Tahoe Friendly Garden: Wildfire Safety Resources
Get prepared! Garden for your Tahoe Defensible Space Zones!
Deciding which plants to place in your home garden and landscape can have a significant impact on the overall fire vulnerability of your landscape. A Tahoe Friendly Garden minimizes the risk of wildfire by reducing the amount of flammable vegetative materials while utilizing native plants.
Gardening for fire defensible space serves to limit the threat of wildfire spreading to or from a structure. It includes the selection and maintenance of plants and mulch for low fire risk. Sustainable fire-wise landscaping should be easy to care for with minimal irrigation. Keeping bare soil covered with vegetation and mulch is a Best Management Practice in Lake Tahoe. Employing a mosaic of non-combustible plants and mulch in the landscape helps to lower fire risk.
Defensible space is the area between a house and an oncoming wildfire where the vegetation should be managed to reduce the wildfire threat and allow firefighters to safely defend the house. Within the defensible space area, the homeowner should remove dead shrubs and trees, prune ladder fuels (low branches and shrubs under trees), create separation between dense vegetation, and plant and maintain less flammable vegetation.
Tips for Gardening for Fire Defensible Space:
It is the 0-5 foot area from your home. It is the most restrictive of all the landscape zones. Fire districts, insurance companies, and county ordinances prefer no vegetation in this area. If you do plant in this area it is wise to only choose herbaceous groundcovers with rock mulch or maintained lawn. Groundcovers are low growing, spreading plants usually less than 6 inches in height. If planting, only choose native and adapted groundcovers with drip irrigation. This is not a location for woody plants, shrubs, or trees.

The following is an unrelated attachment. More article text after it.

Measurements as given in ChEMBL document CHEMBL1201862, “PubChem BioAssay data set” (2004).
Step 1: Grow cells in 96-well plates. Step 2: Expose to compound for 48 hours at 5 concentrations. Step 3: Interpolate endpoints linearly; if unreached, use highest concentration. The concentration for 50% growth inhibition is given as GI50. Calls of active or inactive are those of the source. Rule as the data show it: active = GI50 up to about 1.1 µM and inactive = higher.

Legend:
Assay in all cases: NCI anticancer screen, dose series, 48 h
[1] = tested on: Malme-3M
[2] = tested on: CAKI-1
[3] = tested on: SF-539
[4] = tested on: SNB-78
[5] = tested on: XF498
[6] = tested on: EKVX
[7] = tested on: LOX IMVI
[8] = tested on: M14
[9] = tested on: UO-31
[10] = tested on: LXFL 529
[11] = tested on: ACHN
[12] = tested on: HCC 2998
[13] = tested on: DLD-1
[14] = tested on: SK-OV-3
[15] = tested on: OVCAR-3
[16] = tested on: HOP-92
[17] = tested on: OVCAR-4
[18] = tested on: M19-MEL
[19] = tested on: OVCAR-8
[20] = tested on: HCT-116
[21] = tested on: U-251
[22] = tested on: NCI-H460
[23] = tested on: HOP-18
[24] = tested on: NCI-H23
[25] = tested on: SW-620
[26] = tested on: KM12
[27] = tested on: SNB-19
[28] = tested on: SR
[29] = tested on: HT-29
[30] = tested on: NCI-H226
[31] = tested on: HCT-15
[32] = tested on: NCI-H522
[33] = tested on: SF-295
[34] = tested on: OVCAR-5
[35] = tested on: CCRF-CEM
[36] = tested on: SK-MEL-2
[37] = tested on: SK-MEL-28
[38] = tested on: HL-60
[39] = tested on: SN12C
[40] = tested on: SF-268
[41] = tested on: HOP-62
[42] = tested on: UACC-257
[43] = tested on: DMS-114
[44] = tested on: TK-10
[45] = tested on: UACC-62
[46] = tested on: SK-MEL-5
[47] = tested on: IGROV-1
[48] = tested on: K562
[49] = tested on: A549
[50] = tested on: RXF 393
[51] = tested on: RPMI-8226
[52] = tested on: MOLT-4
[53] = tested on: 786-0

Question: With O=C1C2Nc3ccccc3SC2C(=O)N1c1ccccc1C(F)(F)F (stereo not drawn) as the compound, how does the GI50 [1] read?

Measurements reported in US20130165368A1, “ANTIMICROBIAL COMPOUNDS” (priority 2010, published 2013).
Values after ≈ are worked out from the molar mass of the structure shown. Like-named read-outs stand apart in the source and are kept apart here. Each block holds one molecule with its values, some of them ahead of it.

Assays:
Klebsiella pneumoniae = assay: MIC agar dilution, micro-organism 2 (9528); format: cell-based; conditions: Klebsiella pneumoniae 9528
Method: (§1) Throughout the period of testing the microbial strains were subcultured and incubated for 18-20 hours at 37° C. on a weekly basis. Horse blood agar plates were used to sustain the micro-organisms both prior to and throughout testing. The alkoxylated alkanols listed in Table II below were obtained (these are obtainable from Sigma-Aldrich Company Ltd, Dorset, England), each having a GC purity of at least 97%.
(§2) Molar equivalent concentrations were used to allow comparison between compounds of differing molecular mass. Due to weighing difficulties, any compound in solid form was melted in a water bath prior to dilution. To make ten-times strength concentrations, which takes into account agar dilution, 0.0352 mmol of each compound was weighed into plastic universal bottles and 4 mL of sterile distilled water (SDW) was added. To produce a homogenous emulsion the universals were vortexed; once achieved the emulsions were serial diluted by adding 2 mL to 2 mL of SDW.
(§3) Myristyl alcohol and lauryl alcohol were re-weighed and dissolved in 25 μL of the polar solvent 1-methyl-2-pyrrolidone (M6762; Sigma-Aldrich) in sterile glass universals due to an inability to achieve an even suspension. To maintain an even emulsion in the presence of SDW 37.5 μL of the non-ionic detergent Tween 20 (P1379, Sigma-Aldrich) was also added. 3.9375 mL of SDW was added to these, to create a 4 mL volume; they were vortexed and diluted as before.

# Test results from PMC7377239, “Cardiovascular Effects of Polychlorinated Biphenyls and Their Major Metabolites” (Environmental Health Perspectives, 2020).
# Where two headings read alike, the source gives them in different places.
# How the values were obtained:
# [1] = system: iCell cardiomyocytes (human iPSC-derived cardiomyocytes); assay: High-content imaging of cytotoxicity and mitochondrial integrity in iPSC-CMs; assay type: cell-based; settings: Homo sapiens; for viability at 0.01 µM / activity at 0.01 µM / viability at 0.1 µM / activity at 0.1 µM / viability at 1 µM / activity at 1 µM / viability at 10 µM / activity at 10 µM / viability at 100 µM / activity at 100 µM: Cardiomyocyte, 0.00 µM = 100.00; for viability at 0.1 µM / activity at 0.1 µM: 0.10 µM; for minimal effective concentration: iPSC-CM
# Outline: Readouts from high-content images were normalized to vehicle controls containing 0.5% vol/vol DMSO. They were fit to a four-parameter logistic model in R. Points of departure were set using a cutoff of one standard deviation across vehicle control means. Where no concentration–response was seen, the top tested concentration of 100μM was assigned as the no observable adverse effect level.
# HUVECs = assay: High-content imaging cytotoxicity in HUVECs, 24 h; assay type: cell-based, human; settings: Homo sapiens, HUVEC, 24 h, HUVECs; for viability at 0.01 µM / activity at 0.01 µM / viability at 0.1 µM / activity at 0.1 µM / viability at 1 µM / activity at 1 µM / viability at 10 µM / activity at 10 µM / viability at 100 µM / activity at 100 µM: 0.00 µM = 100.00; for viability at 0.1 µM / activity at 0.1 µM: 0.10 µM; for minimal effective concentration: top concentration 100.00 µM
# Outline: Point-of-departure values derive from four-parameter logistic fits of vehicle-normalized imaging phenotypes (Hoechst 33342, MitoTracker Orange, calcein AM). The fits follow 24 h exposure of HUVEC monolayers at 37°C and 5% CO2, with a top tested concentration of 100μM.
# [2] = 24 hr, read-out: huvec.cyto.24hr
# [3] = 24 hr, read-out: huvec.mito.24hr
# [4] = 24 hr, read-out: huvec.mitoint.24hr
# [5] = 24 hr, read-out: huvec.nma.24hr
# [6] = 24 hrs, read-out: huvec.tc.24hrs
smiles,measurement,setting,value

Tahoe Friendly Plant Examples Ideal for Zone 2
- Sierra Currant “Mountain Pink,” Ribes nevadense
- Wood’s Rose, Rosa woodsii
- Stonecrop, Sedum spp.
- Creeping Snowberry, Symphoricarpos mollis
- Blue Elderberry, Sambucus cerulea
Garden how you would want your neighbor to garden to keep your home safe! If planting use only native & adapted plants. After native plants have been established (over 2 years) they will require less irrigation. Continue the mosaic design pattern described for Zone 2. Maintain your coniferous and deciduous tree limbs from your neighbor's fences and yards. Ensure separation between conifers, prune limbs, and/or bushes to minimize ladder fuels. Keep pine needle debris to a 2" maximum.
Gardening for Fire Defensible Space Resources:
- Tahoe Friendly Gardening for Fire Defensible Space brochure
- Tahoe Friendly Plants - a visual guide to native & adapted plants
- UC ANR Landscaping Tips to Help Defend Your Home From Wildfire http://firecenter.berkeley.edu/docs/CeMasterGardener8322.pdf
- UC ANR Publication Landscaping Tips to Help Defend Your Home from Wildfire https://anrcatalog.ucanr.edu/pdf/8322.pdf
- Choosing the Right Plants for Northern Nevada’s High Fire Hazard Areas https://www.unce.unr.edu/publications/files/nr/2007/eb0701.pdf
- Backyard Native Plants: Identification and Treatment of Shrubs and Ground Covers for Fire-Safe Landscaping at Lake Tahoe http://tahoercd.org/wp-content/uploads/2013/03/Backyard-Natice-Plants-Booklet_High-Quality.pdf
- Home Landscaping Guide for Lake Tahoe and Vicinity https://www.unce.unr.edu/publications/files/nr/2006/eb0601.pdf
- Common Ground: Learn about easy treatments you can apply around your home to prevent erosion while minimizing fire risk
- Fire Adapted Communities: The Next Step in Wildfire Preparedness https://www.unce.unr.edu/publications/files/nr/2011/sp1101.pdf
- The Combustibility of Landscape Mulches
Agencies to Contact:
- CAL FIRE, Fire safe landscaping. http://www.readyforwildfire.org/Fire-Safe-Landscaping/
- Tahoe Resource Conservation District. https://tahoercd.org/fireadaptedcommunities/
- Living with Fire in the Lake Tahoe Basin. Guides, resources, and other materials for Tahoe residents.